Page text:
"By contributing to this project, I was able to be creative and find a way to present the medical and health data to everyday people. After that global health course, Dr. Hay gave me the great opportunity to go to Hamilton to sit down and listen to the stories of women and transcribe their experiences. Each student group came up with its own digital story, which Dr. Hay and her research team used to continue working with the women. Since then I've continued to go back to Hamilton with her on weekends to help do the research. The final digital story was presented at a health conference in Cleveland.

"Another faculty member who has influenced me is professor of geography Ian Yeboah, who taught my courses on global poverty and geography in sub-Saharan Africa. Dr. Yeboah shares stories about his experiences in Ghana and is also the advisor to my organization, the African Student's Union (ASU). He's a great resource in terms of connecting us to other people in the greater Cincinnati area in getting us the help we need."

Miami and the Liberal Arts

"The beauty of Miami's program, and the key thing about the liberal arts in general, is that I've taken core courses in economics, geography, health, political science, and writing, and I'm learning to market myself as someone with skills in policy analysis, writing and research, different geographical regions, economics, and health. All these little pieces have given me three different resumes geared towards different experiences.

"Another good thing about Miami was that I was able to make many of my high school AP courses work with the global Miami plan. I had friends at other schools who took the same things as I did and weren't able to fit them into the curriculum. The key thing that drives me in international studies is the development side, which is where global health and sustainability fit in. Some of the things that African parent immigrants tell their children is to make sure you really take advantage of the education you're given and find a way to make your ancestral home better. That's always been one of the driving things for me.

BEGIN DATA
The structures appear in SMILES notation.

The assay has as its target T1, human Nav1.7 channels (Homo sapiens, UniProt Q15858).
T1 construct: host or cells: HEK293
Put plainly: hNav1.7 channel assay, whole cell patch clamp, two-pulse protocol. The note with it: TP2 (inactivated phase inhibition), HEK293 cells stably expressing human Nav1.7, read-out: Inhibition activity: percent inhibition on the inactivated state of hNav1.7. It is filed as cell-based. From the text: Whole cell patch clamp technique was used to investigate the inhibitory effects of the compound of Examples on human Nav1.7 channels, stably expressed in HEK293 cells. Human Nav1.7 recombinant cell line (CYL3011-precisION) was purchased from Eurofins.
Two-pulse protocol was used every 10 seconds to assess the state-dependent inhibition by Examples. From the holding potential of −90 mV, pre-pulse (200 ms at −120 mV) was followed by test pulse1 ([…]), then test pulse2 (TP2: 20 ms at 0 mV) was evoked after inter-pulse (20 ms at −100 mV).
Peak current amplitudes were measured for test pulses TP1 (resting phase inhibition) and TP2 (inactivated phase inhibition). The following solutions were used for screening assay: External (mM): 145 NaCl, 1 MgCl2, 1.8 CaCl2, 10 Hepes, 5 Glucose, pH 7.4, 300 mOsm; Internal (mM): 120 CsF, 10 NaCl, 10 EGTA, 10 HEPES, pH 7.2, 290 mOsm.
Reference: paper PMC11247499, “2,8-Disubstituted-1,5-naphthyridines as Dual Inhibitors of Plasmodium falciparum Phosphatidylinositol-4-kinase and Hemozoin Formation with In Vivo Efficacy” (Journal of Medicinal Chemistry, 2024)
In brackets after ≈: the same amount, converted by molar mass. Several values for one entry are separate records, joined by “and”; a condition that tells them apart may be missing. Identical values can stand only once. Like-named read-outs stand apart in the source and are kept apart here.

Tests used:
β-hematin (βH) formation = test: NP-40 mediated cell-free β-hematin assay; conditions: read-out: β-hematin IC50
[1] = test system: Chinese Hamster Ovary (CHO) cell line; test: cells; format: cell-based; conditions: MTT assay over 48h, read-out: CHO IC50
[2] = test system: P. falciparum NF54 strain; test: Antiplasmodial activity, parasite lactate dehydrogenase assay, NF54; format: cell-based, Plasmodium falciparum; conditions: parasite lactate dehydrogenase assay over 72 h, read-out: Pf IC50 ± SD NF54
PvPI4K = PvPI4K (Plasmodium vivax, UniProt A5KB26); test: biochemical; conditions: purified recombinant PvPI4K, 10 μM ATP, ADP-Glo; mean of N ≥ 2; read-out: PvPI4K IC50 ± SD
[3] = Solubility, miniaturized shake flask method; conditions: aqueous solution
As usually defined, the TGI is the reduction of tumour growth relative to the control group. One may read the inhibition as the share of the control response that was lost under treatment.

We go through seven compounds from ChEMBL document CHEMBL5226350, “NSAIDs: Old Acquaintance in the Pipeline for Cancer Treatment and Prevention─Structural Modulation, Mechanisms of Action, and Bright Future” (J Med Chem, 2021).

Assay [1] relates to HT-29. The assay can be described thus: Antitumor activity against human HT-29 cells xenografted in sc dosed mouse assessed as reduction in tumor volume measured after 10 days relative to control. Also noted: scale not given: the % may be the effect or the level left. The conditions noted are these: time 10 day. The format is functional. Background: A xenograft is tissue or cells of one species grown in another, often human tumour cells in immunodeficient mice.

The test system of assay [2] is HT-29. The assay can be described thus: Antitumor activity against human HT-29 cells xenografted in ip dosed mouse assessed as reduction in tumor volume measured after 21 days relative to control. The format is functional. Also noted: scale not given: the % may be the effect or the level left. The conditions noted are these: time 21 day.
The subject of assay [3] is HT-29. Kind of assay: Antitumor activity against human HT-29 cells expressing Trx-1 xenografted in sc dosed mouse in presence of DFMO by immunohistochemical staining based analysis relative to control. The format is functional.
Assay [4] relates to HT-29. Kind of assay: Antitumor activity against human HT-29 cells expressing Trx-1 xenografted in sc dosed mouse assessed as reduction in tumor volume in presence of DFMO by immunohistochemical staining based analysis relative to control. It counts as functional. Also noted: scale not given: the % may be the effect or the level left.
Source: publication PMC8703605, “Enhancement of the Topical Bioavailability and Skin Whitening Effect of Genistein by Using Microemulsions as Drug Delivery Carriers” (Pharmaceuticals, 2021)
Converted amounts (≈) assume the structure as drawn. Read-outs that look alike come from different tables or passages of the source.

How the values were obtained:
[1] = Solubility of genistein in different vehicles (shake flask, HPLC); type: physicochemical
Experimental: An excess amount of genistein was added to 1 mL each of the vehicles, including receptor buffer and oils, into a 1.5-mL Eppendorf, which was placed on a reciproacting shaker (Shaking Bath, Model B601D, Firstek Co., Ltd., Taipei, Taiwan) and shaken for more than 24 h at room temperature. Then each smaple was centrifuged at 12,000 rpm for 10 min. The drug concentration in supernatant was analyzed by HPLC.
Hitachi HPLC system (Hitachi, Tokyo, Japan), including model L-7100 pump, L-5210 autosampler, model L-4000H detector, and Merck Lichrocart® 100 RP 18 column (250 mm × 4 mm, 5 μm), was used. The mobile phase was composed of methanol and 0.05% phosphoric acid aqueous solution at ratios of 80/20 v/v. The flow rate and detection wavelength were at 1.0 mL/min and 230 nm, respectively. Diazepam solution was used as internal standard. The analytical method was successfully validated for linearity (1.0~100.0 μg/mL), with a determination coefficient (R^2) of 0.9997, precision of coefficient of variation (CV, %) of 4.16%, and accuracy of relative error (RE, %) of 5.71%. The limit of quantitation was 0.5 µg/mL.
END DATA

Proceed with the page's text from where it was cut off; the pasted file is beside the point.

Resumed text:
"International studies is so broad and interdisciplinary that it's hard to determine just one career path. I really like non-profit work, so I'm applying to the Peace Corps to work in international development and global health. I'm driven by the grassroots, but if I can find myself in a governmental organization that would be ideal. I can do that kind of work both here in America but also in regions like sub-Saharan Africa, where clean water access, basic electricity needs, and other aspects of daily life can be a struggle. When I visited Liberia, for example, many people were running generators, many of which didn't even work. That's why I've found many Miami courses providing me with the general knowledge that I need and motivating me to look more into things myself."

Empowering Ghanaian Villages to Create and Maintain Access to Clean Water

Mona-Mae Juwillie holds two Kpumi babies while Mom looks on.

"If I had to summarize all the opportunities that I've been pursuing, I would say it's turning passion into action. That's been my drive since I started at Miami. My research experience with Dr. Hay in the city of Hamilton on infant mortality, where we examined statistics on nutrition and healthcare access, gave me the skills to participate in my study abroad trip in Ghana.